Prepare for your M&S interview with these example questions

Image for Prepare for your M&S interview with these example questions

The final assessment centre for Marks & Spencer's graduate programme includes an interview. Most of the questions will be centred around you and whether you have the skills M&S requires (usually asking you for examples of when you’ve developed the skills in the past). Some also assess your reasons for wanting to work for M&S, as opposed to other retailers.

Previous Marks & Spencer graduate interview questions

Previous candidates have been asked the following questions. Use them to get an idea of what to expect and to practise answering questions – but bear in mind that interview questions do change from year to year and will depend, in part, on what you wrote in your application.

  • Why do you want to work for Marks & Spencer? Why do you want to work for Marks & Spencer instead of [another retailer]?
  • Why have you applied for this particular graduate scheme?
  • How have you challenged the decisions or ideas of others?
  • Tell me about a decision you have had to make.
  • Tell me about a time when you had to work with limited resources, and how you managed that challenge.
  • Describe a time when you’ve had to deal with a dissatisfied customer.
  • What does good customer service mean to you?
  • What other company do you feel is on a par with M&S, and why?
  • When have you implemented a change?

Sample answers to the Marks & Spencer interview questions

If you were given the following questions, here's our advice on how to answer them:

Why do you want to work for Marks & Spencer?

Base your reasons around specifics and facts. It could be that you are impressed with the progress the company's made under its 'Plan A' sustainable initiative. It could be that you believe that you are well suited to the blend of formal and on-the-job training (you need to say why). It could be that you find its multi-channel e-commerce strategy interesting. Whatever your reason, back it up with facts – and don't mention pay or benefits!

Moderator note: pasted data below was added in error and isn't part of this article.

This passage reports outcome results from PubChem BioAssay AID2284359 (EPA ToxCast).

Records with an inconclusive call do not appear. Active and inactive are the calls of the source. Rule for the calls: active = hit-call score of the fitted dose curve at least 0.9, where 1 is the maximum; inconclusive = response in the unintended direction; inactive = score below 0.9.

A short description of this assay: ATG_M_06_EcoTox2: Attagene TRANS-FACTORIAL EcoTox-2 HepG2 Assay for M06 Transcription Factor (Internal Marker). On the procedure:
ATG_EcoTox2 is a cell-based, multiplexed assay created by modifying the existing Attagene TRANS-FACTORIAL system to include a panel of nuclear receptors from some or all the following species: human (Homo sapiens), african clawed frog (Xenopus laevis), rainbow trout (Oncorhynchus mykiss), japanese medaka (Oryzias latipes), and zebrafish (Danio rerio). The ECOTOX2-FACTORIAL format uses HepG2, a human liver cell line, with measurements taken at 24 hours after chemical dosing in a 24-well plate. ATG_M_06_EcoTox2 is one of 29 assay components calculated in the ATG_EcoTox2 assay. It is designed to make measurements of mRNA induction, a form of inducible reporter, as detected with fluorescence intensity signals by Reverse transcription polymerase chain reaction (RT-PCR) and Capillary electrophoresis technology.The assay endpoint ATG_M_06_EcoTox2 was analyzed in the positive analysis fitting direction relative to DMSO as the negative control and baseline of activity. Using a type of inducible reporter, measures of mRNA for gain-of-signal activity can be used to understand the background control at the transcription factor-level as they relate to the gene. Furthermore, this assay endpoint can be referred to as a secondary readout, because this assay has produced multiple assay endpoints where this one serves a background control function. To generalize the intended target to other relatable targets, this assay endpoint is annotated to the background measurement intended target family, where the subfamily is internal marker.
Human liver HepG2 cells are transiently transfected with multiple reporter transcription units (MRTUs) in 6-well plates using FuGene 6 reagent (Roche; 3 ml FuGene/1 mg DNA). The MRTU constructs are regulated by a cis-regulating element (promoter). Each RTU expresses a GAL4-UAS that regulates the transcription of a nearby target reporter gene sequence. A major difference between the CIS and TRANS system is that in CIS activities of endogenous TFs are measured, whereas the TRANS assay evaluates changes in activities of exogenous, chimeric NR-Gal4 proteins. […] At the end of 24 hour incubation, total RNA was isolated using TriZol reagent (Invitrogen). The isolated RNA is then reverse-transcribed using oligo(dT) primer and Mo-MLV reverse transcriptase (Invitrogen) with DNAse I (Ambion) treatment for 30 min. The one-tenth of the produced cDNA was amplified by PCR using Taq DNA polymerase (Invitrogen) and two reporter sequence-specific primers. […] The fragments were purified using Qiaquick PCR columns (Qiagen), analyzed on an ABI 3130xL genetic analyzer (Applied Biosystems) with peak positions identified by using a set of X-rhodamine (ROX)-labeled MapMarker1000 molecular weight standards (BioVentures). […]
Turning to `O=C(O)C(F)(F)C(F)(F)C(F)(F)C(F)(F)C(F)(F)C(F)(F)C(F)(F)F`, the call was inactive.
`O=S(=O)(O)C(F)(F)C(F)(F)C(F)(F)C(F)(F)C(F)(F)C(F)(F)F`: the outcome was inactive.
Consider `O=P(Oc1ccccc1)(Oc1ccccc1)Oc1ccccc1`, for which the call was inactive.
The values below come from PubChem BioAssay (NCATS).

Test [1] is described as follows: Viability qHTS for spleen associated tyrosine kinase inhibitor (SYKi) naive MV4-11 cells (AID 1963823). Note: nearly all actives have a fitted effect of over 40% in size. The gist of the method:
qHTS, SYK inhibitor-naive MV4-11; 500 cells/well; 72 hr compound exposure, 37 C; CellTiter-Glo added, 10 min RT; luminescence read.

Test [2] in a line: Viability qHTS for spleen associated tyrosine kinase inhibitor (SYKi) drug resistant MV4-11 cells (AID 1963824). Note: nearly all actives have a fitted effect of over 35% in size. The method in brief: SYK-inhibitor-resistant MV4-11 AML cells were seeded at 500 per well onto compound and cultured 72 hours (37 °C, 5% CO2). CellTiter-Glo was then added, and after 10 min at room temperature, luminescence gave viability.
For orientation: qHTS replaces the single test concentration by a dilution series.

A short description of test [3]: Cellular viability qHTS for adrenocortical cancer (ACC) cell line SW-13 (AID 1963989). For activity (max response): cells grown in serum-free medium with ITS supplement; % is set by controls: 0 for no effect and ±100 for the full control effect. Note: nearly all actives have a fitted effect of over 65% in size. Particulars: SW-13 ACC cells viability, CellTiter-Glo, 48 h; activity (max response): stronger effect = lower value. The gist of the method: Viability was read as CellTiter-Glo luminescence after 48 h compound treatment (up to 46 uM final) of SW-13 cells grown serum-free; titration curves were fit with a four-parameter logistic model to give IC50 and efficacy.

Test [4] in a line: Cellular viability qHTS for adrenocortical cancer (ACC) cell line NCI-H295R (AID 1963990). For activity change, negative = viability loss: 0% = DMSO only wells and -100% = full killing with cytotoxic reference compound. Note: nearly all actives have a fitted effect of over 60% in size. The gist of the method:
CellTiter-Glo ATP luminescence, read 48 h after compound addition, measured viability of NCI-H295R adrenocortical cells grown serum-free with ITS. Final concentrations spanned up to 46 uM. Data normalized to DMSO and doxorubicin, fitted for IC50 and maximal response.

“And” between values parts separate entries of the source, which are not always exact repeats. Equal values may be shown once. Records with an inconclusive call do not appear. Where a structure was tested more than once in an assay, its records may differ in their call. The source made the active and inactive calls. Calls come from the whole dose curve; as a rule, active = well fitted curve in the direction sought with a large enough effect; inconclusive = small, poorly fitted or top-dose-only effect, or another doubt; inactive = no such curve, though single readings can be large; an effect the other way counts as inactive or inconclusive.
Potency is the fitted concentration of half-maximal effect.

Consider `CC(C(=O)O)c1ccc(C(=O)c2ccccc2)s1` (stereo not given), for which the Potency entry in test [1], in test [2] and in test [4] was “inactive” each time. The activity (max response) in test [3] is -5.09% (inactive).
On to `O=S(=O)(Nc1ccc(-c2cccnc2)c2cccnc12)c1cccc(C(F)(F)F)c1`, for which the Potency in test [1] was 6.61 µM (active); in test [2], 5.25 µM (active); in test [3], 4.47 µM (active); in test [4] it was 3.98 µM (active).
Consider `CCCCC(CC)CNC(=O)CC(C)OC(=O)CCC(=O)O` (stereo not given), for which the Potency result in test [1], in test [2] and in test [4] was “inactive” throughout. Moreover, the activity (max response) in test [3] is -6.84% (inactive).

Tell me about a time when you had to work with limited resources, and how you managed that challenge

Resources could mean materials, information sources or people. Perhaps you had to write an essay and couldn't get hold of vital research or work on the subject? Perhaps you were short-staffed in your part-time job and had to cover for others? Or perhaps you were manning a student society stall at a freshers' fair and the person supposed to be alongside you couldn't make it or you ran out of marketing material? If you can, give an example where the lack of resources wasn't caused by your actions or lack of action.

When giving your answer, explain the problems the lack of resources caused and the actions you took to remedy the situation.

How have you challenged the decisions or ideas of others?

An answer to this question should find a balance between showing that you are someone who actively listens to and considers the thoughts of others and demonstrating your ability to think independently.

Clearly explaining what the idea or decision was and why you didn't believe it to be the most effective course of action will allow recruiters to see that you can make considered and rational judgements. The how part of this question may refer to both the argument you gave and the way you expressed it. Make it clear that you were diplomatic – describing how you asked the other person (and the rest of the team if applicable) what they think once you've expressed your view is one way to demonstrate this.

Whether it will be relevant depends on the example you decide to give, but explaining how you provided an alternative decision or idea will show problem-solving skill and an aptitude for coming up with positive contributions. Remember to discuss through to the outcome (eg did the others agree with you and did you decide to progress your proposition instead?).

Spotlight organisations

Get inspired